- Easiest to learn
- Good for mixing clay
- Can be fun!
- Not as efficient
- Creates noise
- Can create dust
- Requires a wire tool
Stack and slam wedging is best for people that have upper body pain or don’t like ram’s head wedging or spiral wedging.
Ram’s Head Wedging
Ram’s head wedging starts with a short log of clay. Rock the clay up towards yourself and press the front of the top end down into the middle of the clay. Repeat the rocking and pressing until all air bubbles are removed and the clay is one consistency all the way through. The clay should end up looking somewhat like a ram’s head with a spiral at each side of the top and the ram’s face at the bottom.
- Good for small to medium amounts
- Simple, easy to learn
- Requires the most physical effort
- Limited amount of clay at one time
Ram’s head wedging is easy to learn and a great technique for beginners to try.
Spiral wedging is similar to ram’s head wedging with one small addition. When you rock the clay back towards yourself you turn the clay slightly before pressing the top of the clay into the middle of the clay. As you repeat this process you will create a spiral. It works well for larger amounts of clay because you only have to press a small amount of clay each time. After the clay is pressed it travels around the outside of the part that isn’t being pressed until it is back to the top where it will be pressed again.
- Good for larger amounts of clay
- Most efficient
- Harder to learn
- Requires practice
Spiral wedging is good for potters that have some time to practice. Taking time to master this technique will pay off in the future.
Do I Have to Wedge Clay?
You do not have to wedge the clay that you use to make pottery. Some potters do not have the strength or are hampered by shoulder, arm, or wrist pain that does not allow them to wedge clay. Some potters just feel that it isn’t necessary. If you buy clay that comes in good enough condition for your process you may find that saving time outweighs any benefit from wedging. There are also some other alternatives.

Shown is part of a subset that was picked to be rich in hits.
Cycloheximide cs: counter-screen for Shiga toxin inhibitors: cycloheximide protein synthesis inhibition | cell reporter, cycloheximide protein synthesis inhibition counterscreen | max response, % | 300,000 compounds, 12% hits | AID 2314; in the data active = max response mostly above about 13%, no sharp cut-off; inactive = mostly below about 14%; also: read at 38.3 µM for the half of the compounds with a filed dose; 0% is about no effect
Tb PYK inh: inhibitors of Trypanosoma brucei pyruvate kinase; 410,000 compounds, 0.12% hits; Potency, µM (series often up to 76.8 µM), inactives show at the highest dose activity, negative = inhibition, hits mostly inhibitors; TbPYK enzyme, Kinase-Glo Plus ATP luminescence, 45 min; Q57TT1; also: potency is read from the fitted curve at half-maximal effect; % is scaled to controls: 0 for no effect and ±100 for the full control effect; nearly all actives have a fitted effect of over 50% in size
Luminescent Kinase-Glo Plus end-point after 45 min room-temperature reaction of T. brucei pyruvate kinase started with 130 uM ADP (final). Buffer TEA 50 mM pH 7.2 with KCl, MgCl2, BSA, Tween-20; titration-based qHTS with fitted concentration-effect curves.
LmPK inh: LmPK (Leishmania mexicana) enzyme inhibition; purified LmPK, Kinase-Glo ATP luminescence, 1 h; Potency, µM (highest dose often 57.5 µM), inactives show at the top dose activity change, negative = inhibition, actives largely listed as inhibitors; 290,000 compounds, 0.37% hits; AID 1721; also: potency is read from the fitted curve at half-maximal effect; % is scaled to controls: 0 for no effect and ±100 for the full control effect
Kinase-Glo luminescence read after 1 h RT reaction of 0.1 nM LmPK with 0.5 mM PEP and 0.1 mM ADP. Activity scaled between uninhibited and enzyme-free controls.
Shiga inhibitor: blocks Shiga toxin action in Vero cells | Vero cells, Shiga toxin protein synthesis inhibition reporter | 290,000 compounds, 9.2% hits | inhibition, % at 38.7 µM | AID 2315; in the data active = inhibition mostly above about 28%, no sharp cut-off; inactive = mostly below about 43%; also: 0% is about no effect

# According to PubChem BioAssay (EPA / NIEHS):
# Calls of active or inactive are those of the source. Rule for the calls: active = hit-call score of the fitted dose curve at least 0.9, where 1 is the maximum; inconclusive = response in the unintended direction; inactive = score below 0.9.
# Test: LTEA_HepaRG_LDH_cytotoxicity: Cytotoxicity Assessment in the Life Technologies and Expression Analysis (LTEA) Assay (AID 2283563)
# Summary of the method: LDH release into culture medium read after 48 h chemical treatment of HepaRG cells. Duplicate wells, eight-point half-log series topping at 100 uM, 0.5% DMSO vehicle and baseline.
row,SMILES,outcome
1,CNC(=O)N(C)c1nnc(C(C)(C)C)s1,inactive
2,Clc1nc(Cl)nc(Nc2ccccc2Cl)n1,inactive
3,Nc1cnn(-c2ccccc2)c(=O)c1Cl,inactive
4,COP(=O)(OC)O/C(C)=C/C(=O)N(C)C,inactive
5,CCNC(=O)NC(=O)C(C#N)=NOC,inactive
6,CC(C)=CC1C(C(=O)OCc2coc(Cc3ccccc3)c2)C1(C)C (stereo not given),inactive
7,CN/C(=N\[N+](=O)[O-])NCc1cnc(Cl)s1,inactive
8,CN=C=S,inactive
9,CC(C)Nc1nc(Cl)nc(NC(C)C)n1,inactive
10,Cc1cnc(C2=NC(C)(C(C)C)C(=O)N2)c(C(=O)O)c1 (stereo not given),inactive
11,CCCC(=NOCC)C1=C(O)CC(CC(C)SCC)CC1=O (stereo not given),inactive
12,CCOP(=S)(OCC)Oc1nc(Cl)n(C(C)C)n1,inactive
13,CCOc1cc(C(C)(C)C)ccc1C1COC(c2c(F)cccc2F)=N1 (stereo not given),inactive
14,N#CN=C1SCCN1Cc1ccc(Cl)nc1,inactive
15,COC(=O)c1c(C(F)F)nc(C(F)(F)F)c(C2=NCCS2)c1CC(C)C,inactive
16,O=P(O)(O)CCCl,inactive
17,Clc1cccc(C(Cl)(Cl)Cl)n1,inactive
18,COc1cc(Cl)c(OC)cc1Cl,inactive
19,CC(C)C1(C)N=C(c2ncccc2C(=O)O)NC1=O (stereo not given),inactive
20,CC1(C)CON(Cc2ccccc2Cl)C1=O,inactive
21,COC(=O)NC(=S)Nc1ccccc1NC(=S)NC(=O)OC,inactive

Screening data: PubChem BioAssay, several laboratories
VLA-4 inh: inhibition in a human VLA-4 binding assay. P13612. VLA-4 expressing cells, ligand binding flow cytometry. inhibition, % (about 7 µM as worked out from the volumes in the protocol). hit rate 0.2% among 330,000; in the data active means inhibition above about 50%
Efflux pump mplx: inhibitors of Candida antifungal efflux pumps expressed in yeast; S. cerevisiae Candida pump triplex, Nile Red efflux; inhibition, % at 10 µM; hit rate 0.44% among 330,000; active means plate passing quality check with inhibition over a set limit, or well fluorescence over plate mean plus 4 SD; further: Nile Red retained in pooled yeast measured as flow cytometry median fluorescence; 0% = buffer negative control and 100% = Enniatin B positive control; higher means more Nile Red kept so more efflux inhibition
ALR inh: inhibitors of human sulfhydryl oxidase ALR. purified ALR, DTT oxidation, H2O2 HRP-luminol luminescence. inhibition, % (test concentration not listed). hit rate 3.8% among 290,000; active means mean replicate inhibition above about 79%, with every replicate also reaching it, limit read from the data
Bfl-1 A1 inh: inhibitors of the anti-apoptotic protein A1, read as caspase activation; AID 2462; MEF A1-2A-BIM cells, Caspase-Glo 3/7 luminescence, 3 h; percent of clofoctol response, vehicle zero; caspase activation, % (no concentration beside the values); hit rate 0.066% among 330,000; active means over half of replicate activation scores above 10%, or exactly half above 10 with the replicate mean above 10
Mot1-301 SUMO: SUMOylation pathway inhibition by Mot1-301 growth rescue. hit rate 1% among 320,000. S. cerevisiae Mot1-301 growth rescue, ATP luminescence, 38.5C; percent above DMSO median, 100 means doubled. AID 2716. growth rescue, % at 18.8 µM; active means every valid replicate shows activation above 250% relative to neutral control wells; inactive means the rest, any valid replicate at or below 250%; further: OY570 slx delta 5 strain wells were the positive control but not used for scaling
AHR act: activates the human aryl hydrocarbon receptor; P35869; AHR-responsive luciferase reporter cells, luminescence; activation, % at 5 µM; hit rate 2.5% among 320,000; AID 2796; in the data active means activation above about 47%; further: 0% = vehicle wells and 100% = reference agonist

Alternatives to Wedging Clay
What can you do if you can’t or don’t want to wedge your clay? There are a few options but they don’t provide all of the same benefits as wedging clay by hand.
Use Fresh Clay
If you buy commercially produced clay and it is well prepared you may be able to use it right out of the bag. But be careful that your box of clay hasn’t been sitting around on a shelf for months somewhere before you use it. The consistency could be a little uneven.
Pugging Clay with a Pugmill
Another option is to pug clay with a machine called a pugmill. A pugmill is used to mix clay to a proper consistency. Potters often use a pugmill to reclaim or recycle old clay. Some pugmills can even suck all the air out of the clay. Pugmills are very large and heavy and are a big investment but can save a lot of time and physical effort. But be careful, sometimes even clay from a pugmill can contain laminations and would really benefit from being wedged.
Upper body pain or limitations? Still want to wedge your clay? Maybe you could try foot wedging! This method doesn’t seem to be as popular but there are people out there that have done it!
Use the Wedging That Works for You
We are all different and there are so many variables when working with clay. It is always good to try different ways to do things, especially if those ways work for someone else. But you have your own specific process, needs, abilities, limitations, and opinions. Use the wedging method (or non wedging method) that works best for you and your situation.
Also, if you found this article helpful, you can learn other parts of the process of how to make pottery.